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Red Willow Spirit: Shadows Fall, Autumn Light

Here at Red Willow, the village now is abuzz with activity. The pole is up, firmly rooted in the earth of the plaza and waiting for the weekend’s use; the final touches are being put on the resurfacing projects on church and homes.

And the shadows grow ever longer as the days grow increasingly short.

At this time of year, the mission church casts an outsized shadow across the dusty earth of the plaza, its parapet crenellations turned darkly Gothic in the fading afternoon light. It’s fitting, as we head now into fall in this place where All Souls’ is still very much a thing, and where the ghosts of winter still walk.

For the moment, though, the focus remains mostly on the light.

Viewed indirectly, as one does an eclipse, the architecture is not merely imposing but positively forbidding. At this time of year, when the dark comes fast and silent, such shadows inspire a disturbance in the soul. They bring the night home too soon, elongating the stretch of dark; it’s possible to believe that they conceal things worthy of escape.

In the light of day, though, our small world here is bright.

In the brilliance of an autumn’s afternoon, even the church’s architecture returns to more normal scale. It is a small structure, actually; the outsized geometry of a massive cathedral is not required here. Geometry itself remains, however: The shadows of the earlier hours of the afternoon reduce the parapet to a small point, one cast in perfect symmetry against the lower crenellations of the courtyard entry wall. The bright white expanses of light that flank its shadow look for all the world like the wings of some great Water Bird, draped low but gathering, preparing to take flight. And the shadows have not yet reached the south side of the plaza, leaving the fast-changing foliage to glow like amber flame against the shimmering mica walls.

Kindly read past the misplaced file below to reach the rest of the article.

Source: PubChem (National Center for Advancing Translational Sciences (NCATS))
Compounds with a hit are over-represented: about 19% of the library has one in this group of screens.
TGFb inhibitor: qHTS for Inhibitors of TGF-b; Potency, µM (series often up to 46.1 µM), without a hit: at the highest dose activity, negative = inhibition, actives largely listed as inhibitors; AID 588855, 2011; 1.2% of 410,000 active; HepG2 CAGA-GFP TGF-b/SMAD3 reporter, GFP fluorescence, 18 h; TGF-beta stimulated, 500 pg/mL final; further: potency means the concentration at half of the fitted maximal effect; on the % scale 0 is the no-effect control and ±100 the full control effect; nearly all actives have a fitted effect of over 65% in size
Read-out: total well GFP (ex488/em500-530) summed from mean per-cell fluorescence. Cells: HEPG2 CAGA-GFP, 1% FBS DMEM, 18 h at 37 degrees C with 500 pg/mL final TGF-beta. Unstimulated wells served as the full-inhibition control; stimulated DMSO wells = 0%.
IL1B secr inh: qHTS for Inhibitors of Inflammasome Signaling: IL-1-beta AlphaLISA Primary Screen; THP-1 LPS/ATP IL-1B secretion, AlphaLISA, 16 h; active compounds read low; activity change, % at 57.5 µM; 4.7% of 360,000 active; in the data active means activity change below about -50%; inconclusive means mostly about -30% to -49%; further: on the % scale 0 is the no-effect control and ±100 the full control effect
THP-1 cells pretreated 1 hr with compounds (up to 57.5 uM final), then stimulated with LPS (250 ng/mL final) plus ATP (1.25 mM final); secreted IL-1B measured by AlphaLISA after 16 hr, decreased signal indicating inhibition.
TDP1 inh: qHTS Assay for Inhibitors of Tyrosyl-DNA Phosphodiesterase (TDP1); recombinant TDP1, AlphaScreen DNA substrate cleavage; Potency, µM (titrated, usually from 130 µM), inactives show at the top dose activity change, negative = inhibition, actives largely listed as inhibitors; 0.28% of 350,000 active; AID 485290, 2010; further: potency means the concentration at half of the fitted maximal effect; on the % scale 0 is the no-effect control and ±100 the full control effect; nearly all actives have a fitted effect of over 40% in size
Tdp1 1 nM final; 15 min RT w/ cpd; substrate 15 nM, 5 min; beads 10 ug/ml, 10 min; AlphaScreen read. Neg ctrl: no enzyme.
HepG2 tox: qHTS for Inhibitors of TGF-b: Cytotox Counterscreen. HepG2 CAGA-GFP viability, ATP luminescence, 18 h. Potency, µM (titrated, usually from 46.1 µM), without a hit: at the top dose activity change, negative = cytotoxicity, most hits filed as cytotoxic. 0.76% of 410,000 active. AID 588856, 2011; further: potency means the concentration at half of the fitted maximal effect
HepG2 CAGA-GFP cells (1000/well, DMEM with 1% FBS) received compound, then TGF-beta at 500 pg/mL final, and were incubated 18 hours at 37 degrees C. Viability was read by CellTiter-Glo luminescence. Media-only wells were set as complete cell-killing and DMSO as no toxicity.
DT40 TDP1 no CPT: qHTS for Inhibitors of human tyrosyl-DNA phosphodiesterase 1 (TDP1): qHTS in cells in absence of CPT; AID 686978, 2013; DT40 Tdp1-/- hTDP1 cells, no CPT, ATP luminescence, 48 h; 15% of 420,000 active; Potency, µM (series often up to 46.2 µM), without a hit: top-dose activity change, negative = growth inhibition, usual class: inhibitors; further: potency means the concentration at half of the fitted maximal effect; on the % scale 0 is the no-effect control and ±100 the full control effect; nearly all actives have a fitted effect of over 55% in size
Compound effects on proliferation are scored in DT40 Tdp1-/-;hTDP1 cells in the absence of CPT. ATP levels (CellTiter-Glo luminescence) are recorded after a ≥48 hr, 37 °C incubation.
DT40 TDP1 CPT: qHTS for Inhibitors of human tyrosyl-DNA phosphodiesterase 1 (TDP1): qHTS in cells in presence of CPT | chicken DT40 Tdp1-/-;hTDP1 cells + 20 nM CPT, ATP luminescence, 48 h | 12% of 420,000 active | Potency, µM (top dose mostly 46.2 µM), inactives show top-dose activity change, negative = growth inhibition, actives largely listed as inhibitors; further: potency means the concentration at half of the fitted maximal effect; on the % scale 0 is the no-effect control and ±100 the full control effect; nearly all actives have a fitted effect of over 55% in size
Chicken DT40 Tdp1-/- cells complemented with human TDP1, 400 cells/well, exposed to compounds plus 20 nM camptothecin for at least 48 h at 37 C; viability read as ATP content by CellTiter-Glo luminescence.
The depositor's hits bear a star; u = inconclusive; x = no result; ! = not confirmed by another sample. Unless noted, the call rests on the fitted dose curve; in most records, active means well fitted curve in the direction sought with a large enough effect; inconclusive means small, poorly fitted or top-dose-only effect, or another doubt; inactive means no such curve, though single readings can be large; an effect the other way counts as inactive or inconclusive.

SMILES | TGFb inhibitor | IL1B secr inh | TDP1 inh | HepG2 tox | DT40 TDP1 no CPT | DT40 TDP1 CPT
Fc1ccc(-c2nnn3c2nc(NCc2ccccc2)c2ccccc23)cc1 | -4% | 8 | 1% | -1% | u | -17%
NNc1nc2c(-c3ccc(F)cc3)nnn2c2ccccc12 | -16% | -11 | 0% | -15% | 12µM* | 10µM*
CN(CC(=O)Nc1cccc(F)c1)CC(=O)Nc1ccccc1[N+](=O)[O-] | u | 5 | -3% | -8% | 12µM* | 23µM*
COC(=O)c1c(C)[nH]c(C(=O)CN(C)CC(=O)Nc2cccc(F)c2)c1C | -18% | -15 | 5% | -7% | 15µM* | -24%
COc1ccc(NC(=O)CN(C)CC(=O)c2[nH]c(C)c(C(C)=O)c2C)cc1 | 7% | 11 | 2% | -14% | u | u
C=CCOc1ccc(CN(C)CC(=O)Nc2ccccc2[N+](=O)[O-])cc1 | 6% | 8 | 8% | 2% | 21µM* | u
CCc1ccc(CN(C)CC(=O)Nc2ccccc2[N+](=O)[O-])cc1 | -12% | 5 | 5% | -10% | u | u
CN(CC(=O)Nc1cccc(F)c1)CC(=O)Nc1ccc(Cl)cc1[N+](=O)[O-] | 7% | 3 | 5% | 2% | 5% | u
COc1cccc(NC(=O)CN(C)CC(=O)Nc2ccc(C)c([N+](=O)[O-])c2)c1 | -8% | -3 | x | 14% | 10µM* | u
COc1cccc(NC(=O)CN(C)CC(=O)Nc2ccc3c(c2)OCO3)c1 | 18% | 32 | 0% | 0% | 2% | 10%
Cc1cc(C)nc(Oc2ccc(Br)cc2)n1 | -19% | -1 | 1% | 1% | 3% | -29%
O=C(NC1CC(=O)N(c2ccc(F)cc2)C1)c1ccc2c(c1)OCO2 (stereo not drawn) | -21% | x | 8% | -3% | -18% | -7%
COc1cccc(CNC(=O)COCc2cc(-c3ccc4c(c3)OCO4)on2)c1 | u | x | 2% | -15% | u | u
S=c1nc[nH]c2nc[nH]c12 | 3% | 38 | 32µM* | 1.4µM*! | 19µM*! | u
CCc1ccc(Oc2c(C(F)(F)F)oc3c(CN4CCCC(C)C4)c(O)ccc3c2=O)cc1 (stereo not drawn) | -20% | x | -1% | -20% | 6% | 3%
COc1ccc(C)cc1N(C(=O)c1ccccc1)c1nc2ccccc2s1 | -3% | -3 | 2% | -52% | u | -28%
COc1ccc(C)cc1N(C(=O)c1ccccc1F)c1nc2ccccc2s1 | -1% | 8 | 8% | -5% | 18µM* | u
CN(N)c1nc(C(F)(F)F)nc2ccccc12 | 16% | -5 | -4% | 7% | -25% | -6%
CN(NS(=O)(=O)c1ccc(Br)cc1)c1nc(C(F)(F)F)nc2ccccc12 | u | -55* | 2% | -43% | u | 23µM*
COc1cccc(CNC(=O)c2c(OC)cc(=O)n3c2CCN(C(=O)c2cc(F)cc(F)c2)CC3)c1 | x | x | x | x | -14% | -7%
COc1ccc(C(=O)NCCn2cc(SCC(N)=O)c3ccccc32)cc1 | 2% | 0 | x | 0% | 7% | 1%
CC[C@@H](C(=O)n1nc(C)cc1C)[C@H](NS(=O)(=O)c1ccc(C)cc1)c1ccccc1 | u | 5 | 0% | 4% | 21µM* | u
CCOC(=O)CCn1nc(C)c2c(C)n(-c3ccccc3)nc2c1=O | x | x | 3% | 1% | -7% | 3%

When viewed through an autumnal lens, it’s easy to see how Spanish invaders could have convinced themselves that they had found the legendary Cities of Gold: The molten shades of earth and leaves and walls alike all hold sufficient metallic gleam to feed glimmering thoughts of treasure and exploitation.

The fact of the matter, of course, is that the lands of Red Willow are treasure, of a most elemental and organic sort: the richness of micaceous clay earth that forms walls able to last a thousand years and more; the jewel tones of amber leaves above silvered bark; emerald forests blanketing the slopes of sacred mountains; and, as always, the great expanse of turquoise sky.

Before long, the feast will be over, and the harvest, too. After the requisite amount of time has passed, the pole will be cut down and hauled away in the same manner in which it was carried in and raised — by hand.  The stump will remain, for a time: a reminder that another year has passed, another feast day that celebrates the patron saint brought from half a world away even as it marks traditions far older and deeper, part of the blood and bone and DNA of this place.

And as the clouds churn and travel across an autumnal sky, as the moons wax and wane and the season rushes headlong toward winter and year’s end, the colors remain, the lines and shadows, the light and its illuminating glow.

This is the season of encroaching dark, of sharper angles and colder winds. It is also the season of an intense clarity of air and color, a brilliance not found at any other time and vanishingly few other places.

Here at Red Willow, it is a time of spiritual clarity, yes, and illumination too: When shadows fall, autumn light shows the way to, and through, the winter to come.

~ Aji








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